This is a post on the Regional Greenhouse Gas Initiative (RGGI) report: The Investment of RGGI Proceeds in 2016 . It is another in a series of posts on RGGI that discusses how RGGI has fared so far and a follow up to the 2015 investments proceeds report post. Although the press release, RGGI Report: 2016 RGGI Investments Generate Environmental and Economic Benefits, describes the benefits of the program in glowing terms the fact is that the reported benefits for these investments fall far short of what is necessary to meet the RGGI reduction goals.

I have been involved in the RGGI program process since its inception. Before retirement from a non-regulated generating company, I was actively analyzing air quality regulations that could affect company operations and was responsible for the emissions data used for compliance. After years dealing with RGGI I worry that whether due to boredom or frustration, that there is very little dissent to the program. It may be because, contrary to EPA and State agency rulemakings, RGGI does not respond to critical comments and rebut concerns raised by stakeholders. After years of making comments that disappear into a void, industry does not seem to think there is value to making comments. The opinions expressed in this post do not reflect the position of any of my previous employers or any other company I have been associated with, these comments are mine alone.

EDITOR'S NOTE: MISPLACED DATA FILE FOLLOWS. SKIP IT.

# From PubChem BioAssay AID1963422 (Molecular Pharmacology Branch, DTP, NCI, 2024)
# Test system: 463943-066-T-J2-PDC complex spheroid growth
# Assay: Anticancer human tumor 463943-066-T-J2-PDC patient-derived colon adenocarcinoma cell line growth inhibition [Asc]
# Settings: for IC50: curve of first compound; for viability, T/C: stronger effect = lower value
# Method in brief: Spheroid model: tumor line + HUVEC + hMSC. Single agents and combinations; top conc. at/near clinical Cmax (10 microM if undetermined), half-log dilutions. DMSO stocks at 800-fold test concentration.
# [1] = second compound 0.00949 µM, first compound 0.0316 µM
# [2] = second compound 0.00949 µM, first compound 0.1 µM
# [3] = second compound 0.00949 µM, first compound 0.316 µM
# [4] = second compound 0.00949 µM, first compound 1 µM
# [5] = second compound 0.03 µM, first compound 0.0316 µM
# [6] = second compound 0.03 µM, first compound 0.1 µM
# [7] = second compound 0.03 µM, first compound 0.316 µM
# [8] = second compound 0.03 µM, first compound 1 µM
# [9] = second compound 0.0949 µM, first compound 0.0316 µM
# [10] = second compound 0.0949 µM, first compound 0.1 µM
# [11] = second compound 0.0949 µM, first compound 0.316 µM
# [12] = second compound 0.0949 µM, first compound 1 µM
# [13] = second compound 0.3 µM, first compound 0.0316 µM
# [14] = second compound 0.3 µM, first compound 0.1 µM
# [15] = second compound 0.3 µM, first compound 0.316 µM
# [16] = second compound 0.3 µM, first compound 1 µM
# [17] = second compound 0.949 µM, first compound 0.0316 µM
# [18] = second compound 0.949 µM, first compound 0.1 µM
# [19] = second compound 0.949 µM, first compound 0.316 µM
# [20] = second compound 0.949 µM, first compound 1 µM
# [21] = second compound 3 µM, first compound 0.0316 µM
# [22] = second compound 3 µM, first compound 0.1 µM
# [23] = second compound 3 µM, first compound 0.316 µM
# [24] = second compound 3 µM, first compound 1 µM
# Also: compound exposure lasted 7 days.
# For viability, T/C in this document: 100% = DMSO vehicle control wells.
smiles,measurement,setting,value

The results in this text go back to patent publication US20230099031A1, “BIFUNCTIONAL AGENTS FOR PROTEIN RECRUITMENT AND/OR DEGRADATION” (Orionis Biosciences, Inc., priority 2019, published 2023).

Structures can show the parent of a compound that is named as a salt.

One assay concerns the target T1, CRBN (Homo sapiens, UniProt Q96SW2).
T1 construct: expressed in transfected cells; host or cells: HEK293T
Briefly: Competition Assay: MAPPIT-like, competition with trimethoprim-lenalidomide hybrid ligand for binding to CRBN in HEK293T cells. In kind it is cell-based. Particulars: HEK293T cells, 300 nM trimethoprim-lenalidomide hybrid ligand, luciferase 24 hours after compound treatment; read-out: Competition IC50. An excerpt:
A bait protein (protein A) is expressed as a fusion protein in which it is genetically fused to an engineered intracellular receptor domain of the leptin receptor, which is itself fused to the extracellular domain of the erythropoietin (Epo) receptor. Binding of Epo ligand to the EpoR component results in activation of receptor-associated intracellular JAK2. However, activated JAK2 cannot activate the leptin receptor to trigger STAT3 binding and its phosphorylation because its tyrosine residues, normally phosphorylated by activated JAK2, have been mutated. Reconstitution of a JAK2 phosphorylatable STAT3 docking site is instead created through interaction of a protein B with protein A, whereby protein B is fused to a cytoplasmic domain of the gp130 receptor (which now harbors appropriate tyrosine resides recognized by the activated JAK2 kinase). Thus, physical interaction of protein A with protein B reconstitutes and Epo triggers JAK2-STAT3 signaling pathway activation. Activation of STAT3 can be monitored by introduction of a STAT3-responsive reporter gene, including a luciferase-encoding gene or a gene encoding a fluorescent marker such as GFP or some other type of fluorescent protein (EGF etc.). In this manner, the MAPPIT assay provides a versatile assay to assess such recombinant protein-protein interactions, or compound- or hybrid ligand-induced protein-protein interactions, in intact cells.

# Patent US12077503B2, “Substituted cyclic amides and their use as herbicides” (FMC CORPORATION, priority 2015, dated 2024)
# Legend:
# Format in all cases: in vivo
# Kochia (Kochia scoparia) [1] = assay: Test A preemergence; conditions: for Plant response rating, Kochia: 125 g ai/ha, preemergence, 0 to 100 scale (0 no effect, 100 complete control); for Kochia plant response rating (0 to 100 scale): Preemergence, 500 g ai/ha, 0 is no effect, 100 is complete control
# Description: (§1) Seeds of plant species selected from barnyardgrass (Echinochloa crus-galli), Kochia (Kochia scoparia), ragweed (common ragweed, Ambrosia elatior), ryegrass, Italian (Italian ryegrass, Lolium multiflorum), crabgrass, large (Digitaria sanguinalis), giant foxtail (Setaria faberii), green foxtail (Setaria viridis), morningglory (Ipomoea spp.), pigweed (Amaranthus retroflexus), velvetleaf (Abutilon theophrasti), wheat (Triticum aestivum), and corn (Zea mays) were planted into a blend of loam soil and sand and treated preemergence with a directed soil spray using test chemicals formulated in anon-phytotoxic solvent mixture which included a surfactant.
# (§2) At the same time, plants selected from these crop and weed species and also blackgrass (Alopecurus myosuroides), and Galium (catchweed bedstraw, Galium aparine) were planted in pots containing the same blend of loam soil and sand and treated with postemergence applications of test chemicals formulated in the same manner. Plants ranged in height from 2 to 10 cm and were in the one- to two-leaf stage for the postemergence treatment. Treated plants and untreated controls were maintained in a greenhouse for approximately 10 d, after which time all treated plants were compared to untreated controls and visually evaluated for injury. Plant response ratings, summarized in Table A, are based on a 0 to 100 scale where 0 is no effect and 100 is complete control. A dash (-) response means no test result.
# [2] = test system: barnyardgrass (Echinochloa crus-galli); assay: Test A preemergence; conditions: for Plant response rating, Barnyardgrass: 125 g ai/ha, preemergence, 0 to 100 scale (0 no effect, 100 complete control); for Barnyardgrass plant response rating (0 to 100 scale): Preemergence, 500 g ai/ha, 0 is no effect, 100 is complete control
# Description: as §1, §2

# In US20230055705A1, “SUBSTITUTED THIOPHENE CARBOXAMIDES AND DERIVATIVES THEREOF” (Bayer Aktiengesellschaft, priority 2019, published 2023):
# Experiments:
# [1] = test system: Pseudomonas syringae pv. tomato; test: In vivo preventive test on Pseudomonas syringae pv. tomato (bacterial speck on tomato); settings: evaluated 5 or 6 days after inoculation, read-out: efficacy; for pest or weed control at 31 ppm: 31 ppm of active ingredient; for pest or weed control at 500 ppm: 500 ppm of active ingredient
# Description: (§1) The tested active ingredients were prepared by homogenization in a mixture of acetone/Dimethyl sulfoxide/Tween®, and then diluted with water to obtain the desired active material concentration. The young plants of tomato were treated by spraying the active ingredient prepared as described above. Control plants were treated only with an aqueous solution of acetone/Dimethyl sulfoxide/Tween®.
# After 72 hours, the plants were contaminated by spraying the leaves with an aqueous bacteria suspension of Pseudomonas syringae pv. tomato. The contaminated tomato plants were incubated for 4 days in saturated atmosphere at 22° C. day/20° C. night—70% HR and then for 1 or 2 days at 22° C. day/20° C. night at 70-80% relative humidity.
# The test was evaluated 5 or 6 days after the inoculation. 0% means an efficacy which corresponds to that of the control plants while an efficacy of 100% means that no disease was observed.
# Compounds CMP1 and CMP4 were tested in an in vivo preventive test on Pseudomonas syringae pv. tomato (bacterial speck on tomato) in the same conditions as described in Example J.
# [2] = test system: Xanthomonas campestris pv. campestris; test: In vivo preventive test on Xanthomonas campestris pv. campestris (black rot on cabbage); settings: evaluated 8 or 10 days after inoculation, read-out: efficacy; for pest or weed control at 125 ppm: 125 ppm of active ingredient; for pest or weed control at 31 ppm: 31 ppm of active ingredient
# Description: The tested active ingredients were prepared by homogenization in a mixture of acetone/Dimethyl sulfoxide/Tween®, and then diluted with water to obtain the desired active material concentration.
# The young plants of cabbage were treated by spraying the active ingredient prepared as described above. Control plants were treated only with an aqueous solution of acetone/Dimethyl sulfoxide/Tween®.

Summary

According to the Executive Summary in this report:

Proceeds from the Regional Greenhouse Gas Initiative (RGGI) have powered a major investment in the energy future of the New England and Mid-Atlantic states. This report reviews the benefits of programs funded in 2016 by $436.4 million in RGGI investments, which have reduced harmful carbon dioxide (CO2) pollution while spurring local economic growth and job creation. The lifetime effects of these RGGI investments are projected to save 30.4 million MMBtu of fossil fuel energy and 7.0 million MWh of electricity, avoiding the release of 6.4 million short tons of carbon pollution.

As a whole, the RGGI states have reduced power sector CO2 pollution over 50 percent since 2005, while the region’s gross domestic product has continued to grow. RGGI-funded programs also save consumers money and help support businesses. RGGI investments in 2016 are estimated to return $1.7 billion in lifetime energy bill savings to more than 182,000 households and 2,680 businesses which participated in programs funded by RGGI investments, and to more than 800,000 households and 100,000 businesses which received direct bill assistance.

The report describes how the RGGI investments were used 2016, a brief summary of cumulative investments, and then provides specific information for each state including an example of the programs.

Analysis